Hell of a Time
An Australian Soldier’s Diary of the Great War
Philip Owen Ayton (Elvala Ayton, Ed)
Text Publishing Company 2018
Paperback 287pp RRP $49.99
Reviewer: Neville Taylor, July 2019
Philip Owen Ayton was 25 years of age when he enlisted in the AIF in Sydney one day after war was declared. On this day, (12th August), he commenced a diary that by War’s end would run to in excess of 100,000 words in five exercise books. His son’s had access to the diaries, but it was a long time before they moved to have them printed and one daughter-in-law, Elvala, ensured nothing was omitted.
By 20th August he was a sapper in 1st Field Company Engineers (1FCE). Sailing from Sydney in mid-October, he was on the First Convoy that sailed from Albany on 1st November 1914 and arrived at Mena Camp in Egypt early next month. Landing on Gallipoli on 25th April, he vividly describes the scene and the daunting tasks faced by both the infantry and engineers in the first days. Wounded in May and hospitalised in Egypt, he then returned to Gallipoli only to become a casualty again in July. Hospitalised in Malta, he was moved to England to convalesce before returning to Egypt to re-join the AIF before moving to the Western Front in March 2016.
Ayton served with the 1FCE in battles at Pozieres, Flers and Broodseinde, gaining promotion to corporal by February 1917. In November of that year he attended the Officer Training Course in England and was appointed lieutenant in 4 Battalion on Jun 1918. It was his wish to transfer to the infantry where he felt he could make a bigger contribution. His last ‘stunt’ was from Proyart in the push through the Hindenberg Line. This battle he most capably describes in non-stop colourful detail giving the reader some idea of what was asked and expected of soldiers in the forefront of a battle.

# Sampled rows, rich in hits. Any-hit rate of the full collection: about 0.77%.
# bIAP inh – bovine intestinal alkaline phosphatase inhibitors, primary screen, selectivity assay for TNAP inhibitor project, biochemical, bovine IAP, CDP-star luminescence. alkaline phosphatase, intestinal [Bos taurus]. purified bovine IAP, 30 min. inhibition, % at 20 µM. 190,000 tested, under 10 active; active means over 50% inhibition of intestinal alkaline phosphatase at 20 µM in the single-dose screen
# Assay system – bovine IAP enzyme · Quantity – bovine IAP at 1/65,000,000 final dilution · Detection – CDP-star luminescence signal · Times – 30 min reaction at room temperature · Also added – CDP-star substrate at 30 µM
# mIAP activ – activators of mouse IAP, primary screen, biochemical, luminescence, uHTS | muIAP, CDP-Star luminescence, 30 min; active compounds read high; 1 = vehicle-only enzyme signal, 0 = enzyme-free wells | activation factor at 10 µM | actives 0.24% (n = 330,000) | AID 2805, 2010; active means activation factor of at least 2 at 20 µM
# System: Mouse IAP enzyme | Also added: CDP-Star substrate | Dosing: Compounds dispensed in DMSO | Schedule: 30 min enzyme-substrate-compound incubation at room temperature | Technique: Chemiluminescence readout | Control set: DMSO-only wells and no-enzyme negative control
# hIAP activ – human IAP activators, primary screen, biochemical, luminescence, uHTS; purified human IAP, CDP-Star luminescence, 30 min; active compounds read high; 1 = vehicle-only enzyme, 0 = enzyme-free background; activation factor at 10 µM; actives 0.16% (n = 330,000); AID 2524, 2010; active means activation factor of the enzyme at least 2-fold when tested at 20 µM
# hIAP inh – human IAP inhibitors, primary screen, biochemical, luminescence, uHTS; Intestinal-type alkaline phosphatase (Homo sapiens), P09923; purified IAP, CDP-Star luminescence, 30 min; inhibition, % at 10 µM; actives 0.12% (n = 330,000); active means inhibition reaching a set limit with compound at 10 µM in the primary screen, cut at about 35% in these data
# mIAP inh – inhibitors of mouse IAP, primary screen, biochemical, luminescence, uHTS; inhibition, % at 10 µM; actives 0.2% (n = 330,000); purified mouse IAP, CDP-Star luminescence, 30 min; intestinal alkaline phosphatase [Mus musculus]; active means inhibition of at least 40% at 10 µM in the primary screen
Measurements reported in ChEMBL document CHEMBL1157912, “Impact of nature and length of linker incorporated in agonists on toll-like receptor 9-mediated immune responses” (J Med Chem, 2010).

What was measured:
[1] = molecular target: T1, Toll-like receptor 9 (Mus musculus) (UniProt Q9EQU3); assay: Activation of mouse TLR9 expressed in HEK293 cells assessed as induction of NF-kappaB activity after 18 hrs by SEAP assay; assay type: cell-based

Concentrating on himself and those in his own section/platoon, Ayton makes no comment about officers or the ‘bigger picture’ and writes only of his own experiences. Considerable detail is forthcoming about his stand-down days, leave in England and in Paris, as no doubt he had better opportunity to put pen to paper. He was greatly indebted to those families just behind the Front Line as well as those in England for their exceedingly generous hospitality in such trying times.
Three simple and adequate maps provide locations mentioned in the narrative. A Timeline of his military service is one appendix, as is his poem Gallipoli penned in France in 1916. Formal military documentation and family and war photographs are detailed in a List of Illustrations. A brief Index has been included.
Written in very well composed and readable prose, it is our gain that this work has emerged 100 years after the last word was penned.
The RUSI – Vic Library thanks the publisher for making this work available for review.